Therapeutic Gene Silencing Using Targeted Lipid Nanoparticles in Metastatic Ovarian Cancer

Manu Smriti Singh, Srinivas Ramishetti, Dalit Landesman-Milo, Meir Goldsmith, Sushmita Chatterjee, Ramesh Palakuri, Dan Peer*

*Corresponding author for this work

Research output: Contribution to journalArticlepeer-review

22 Scopus citations


Ovarian cancer is an aggressive tumor owing to its ability to metastasize from stage II onward. Herein, lipid nanoparticles (LNPs) that encapsulate combination of small interfering RNAs (siRNAs), polo-like kinase-1 (PLK1), and eukaryotic translation-initiation factor 3c (eIF3c), to target different cellular pathways essential for ovarian cancer progression are generated. The LNPs are further modified with hyaluronan (tNPs) to target cluster of differentiation 44 (CD44) expressing cells. Interestingly, hyaluronan-coated LNPs (tNPs) prolong functional activity and reduce growth kinetics of spheroids in in vitro assay as compared to uncoated LNPs (uNPs) due to ≈1500-fold higher expression of CD44. Treatment of 2D and 3D cultured ovarian cancer cells with LNPs encapsulating both siRNAs result in 85% cell death and robust target gene silencing. In advanced orthotopic ovarian cancer model, intraperitoneal administration of LNPs demonstrates CD44 specific tumor targeting of tNPs compared to uNPs and robust gene silencing in tissues involved in ovarian cancer pathophysiology. At very low siRNA dose, enhanced overall survival of 60% for tNPs treated mice is observed compared to 10% and 20% for single siRNA-, eIF3c-tNP, and PLK1-tNP treatment groups, respectively. Overall, LNPs represent promising platform in the treatment of advanced ovarian cancer by improving median- and overall-survival.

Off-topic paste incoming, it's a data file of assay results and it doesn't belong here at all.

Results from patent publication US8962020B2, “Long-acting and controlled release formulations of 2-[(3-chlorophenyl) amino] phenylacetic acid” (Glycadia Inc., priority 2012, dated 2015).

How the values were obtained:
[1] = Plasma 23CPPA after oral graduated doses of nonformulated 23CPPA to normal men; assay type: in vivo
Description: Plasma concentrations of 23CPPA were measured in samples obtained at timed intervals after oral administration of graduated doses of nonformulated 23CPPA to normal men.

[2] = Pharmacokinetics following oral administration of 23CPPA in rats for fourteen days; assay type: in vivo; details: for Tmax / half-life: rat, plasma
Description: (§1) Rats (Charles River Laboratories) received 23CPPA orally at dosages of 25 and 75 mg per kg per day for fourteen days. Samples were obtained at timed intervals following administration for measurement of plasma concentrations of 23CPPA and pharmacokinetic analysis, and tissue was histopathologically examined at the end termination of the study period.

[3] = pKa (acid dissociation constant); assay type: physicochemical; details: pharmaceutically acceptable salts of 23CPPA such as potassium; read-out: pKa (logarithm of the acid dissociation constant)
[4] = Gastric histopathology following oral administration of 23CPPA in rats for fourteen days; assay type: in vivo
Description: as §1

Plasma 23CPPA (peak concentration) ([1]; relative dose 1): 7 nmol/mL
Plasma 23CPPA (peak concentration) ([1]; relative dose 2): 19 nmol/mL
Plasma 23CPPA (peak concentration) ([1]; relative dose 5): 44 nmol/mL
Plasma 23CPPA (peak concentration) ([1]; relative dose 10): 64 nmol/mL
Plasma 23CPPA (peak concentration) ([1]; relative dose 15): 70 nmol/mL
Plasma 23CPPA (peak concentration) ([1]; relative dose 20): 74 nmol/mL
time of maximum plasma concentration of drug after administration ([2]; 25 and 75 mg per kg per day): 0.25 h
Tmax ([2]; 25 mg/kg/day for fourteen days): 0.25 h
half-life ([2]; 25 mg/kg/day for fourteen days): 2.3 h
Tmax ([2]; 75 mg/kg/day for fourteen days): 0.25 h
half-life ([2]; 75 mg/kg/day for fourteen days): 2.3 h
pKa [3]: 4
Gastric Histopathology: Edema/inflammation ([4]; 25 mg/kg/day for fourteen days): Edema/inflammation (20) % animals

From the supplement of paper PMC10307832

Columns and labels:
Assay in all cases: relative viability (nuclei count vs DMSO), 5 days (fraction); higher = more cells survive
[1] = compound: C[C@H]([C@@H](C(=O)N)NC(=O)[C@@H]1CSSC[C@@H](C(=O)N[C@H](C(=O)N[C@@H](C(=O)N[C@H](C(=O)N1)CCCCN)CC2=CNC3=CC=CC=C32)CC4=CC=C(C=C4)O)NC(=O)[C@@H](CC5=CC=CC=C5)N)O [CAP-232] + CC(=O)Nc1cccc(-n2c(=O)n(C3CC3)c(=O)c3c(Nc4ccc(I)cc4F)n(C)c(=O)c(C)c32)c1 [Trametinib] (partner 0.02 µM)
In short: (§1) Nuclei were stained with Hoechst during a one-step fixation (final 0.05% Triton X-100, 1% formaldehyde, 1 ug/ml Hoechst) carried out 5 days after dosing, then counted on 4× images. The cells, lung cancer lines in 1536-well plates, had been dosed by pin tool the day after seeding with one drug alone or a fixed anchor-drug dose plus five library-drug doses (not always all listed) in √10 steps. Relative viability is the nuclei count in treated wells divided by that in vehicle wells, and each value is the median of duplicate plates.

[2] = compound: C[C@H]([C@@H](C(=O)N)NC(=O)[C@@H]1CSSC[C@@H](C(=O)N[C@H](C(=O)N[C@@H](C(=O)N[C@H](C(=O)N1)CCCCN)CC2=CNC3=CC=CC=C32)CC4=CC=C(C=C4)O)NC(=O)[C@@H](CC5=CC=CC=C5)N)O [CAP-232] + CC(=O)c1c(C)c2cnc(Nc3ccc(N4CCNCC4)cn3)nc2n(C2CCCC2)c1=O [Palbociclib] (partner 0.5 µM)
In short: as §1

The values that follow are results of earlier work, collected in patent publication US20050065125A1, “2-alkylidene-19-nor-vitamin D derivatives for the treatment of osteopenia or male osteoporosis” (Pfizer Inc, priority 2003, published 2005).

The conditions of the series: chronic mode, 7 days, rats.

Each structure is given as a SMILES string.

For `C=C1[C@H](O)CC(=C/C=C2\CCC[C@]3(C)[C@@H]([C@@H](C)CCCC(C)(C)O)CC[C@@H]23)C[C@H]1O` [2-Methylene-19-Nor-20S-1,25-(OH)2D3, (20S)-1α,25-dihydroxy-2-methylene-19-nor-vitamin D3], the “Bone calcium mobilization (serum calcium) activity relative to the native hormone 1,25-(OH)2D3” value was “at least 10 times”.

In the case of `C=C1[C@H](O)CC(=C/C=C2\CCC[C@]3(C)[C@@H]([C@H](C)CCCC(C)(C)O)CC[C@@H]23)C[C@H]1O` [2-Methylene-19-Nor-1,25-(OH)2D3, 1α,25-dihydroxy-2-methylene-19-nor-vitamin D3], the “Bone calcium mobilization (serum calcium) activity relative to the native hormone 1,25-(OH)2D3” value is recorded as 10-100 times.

Original languageEnglish
Article number2100287
Issue number19
StatePublished - 12 May 2021


FundersFunder number
Rivkin Foundation
Israel Science Foundation1178/16


    • gene delivery
    • lipid nanoparticle
    • ovarian cancer
    • small interfering RNA
    • targeting


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